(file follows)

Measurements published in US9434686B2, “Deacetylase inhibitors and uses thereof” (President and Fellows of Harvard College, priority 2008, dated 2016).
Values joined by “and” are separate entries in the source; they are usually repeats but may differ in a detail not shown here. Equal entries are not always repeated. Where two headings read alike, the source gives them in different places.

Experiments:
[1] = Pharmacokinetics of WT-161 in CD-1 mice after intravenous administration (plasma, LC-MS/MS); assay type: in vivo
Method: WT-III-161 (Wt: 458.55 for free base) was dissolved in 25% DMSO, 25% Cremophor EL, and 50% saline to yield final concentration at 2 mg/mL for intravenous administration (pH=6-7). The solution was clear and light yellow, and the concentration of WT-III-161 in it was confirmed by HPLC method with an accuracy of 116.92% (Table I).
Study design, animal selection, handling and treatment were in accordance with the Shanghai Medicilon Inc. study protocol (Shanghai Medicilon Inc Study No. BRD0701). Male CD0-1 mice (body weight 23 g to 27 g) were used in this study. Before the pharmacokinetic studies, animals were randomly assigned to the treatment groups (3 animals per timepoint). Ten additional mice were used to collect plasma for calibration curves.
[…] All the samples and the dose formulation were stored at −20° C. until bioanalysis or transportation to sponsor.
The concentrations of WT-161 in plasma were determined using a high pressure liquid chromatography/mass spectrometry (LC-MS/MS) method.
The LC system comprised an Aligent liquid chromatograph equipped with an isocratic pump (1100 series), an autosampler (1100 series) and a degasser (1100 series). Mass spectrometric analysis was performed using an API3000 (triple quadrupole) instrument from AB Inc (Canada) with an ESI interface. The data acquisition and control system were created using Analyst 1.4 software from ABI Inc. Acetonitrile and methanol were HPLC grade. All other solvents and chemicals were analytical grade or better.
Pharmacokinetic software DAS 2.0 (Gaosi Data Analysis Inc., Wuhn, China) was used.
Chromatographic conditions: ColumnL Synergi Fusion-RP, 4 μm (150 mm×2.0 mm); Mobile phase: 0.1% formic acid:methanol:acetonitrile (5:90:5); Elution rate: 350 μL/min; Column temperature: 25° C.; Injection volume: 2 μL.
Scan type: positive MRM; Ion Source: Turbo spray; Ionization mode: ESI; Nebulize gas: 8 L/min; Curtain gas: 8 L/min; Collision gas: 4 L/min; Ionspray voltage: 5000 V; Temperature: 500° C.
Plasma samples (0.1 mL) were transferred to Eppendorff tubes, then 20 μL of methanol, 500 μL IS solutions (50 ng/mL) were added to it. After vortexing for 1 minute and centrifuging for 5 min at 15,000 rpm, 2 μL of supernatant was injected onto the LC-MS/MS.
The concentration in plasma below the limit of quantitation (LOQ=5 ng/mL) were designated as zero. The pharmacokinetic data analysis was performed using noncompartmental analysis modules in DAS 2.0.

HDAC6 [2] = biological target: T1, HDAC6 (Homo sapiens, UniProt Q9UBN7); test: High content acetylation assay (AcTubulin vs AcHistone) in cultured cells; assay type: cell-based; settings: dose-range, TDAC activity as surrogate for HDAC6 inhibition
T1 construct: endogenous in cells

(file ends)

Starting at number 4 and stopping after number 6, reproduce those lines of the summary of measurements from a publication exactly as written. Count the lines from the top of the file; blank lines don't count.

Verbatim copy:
[1] = Pharmacokinetics of WT-161 in CD-1 mice after intravenous administration (plasma, LC-MS/MS); assay type: in vivo
Method: WT-III-161 (Wt: 458.55 for free base) was dissolved in 25% DMSO, 25% Cremophor EL, and 50% saline to yield final concentration at 2 mg/mL for intravenous administration (pH=6-7). The solution was clear and light yellow, and the concentration of WT-III-161 in it was confirmed by HPLC method with an accuracy of 116.92% (Table I).
Study design, animal selection, handling and treatment were in accordance with the Shanghai Medicilon Inc. study protocol (Shanghai Medicilon Inc Study No. BRD0701). Male CD0-1 mice (body weight 23 g to 27 g) were used in this study. Before the pharmacokinetic studies, animals were randomly assigned to the treatment groups (3 animals per timepoint). Ten additional mice were used to collect plasma for calibration curves.